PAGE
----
In Case You Missed It

At the Southeastern Kingdom Diversity website, Amber Bowen posted an article titled “Gender and Gifting Reversed.” Amber writes:

I love to teach. I love to teach the Bible. When I teach the Bible, I love to drop anchors and dive down deep. I also love philosophy, theology, history, literature, and every book ever written about these topics no matter how thick or dry. I never feel more alive than I do when I walk out of teaching a 3 hour class on Dante’s Inferno or Nietzsche’s The Antichrist. My favorite thing in the world is seeing people engaged, intrigued, and inspired by the riches of the word and how it relates to all of life, even to the texts of pagan philosophers.


But I am a woman.


Trevin Wax posted at The Gospel Coalition on three ways cultural engagement intersects with the Great Commission.

In previous posts, I’ve dealt with a few objections to the idea of “engaging the culture.” I made the case that we should understand cultural engagement as an aspect of our fulfilling the Great Commission.


Today, I’d like to lean in a little more on that idea and offer three ways that cultural engagement should intersect with our task as God’s people.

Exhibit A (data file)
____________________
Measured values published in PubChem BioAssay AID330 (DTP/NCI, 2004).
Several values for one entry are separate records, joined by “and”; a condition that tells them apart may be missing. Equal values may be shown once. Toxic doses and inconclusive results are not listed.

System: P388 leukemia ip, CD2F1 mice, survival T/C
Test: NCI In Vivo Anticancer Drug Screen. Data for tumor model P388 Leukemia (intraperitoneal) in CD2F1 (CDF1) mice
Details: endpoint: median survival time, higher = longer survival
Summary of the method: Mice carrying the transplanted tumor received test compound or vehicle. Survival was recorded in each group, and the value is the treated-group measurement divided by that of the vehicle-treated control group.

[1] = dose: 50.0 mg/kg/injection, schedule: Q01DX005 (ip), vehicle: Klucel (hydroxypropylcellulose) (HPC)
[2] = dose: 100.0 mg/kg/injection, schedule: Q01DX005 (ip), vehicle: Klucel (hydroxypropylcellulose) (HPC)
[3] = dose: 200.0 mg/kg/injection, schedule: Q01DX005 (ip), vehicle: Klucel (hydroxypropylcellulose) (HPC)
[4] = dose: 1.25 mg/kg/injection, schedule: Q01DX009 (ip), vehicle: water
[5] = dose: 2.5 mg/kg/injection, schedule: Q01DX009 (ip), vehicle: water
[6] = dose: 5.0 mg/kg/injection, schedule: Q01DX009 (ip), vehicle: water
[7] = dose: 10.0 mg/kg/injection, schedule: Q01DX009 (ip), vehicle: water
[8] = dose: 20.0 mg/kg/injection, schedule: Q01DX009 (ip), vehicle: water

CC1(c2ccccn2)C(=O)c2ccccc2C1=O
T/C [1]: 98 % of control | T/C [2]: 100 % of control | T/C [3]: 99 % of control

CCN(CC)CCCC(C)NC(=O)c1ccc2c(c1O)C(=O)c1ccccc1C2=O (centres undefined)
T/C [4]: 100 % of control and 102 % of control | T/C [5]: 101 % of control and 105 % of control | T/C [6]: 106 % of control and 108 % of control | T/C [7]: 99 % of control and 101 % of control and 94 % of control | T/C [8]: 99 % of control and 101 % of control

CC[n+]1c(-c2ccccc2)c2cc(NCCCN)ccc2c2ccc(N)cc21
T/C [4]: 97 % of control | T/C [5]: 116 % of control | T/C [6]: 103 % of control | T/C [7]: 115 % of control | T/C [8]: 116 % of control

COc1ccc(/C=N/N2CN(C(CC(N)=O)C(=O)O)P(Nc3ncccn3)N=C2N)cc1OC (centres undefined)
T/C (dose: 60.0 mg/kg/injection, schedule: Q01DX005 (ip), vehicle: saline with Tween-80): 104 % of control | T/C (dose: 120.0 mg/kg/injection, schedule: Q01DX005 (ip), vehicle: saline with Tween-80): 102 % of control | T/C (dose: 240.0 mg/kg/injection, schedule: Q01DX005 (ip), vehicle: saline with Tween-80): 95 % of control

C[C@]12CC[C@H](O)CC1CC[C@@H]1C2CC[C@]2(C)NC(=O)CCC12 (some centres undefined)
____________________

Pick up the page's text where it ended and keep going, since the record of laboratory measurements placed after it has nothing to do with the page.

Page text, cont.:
At The People’s Next Door, Keelan Cook posted a reminder that it’s the Great Commission we are called to fulfill, not the “Great Obligation.” 

This may be hard to believe, but there was a time when most churches did not think the Great Commission applied to them. Two hundred years ago, it was common for people to read this command at the end of the gospels as one already fulfilled. In the minds of most, the command to go and make disciples of all nations was handed directly to the apostles. When Paul made it to Rome, this signaled the completion of that mandate. That may sound crazy to us today. After all, we talk about the Great Commission all the time and we certainly think it applies to us.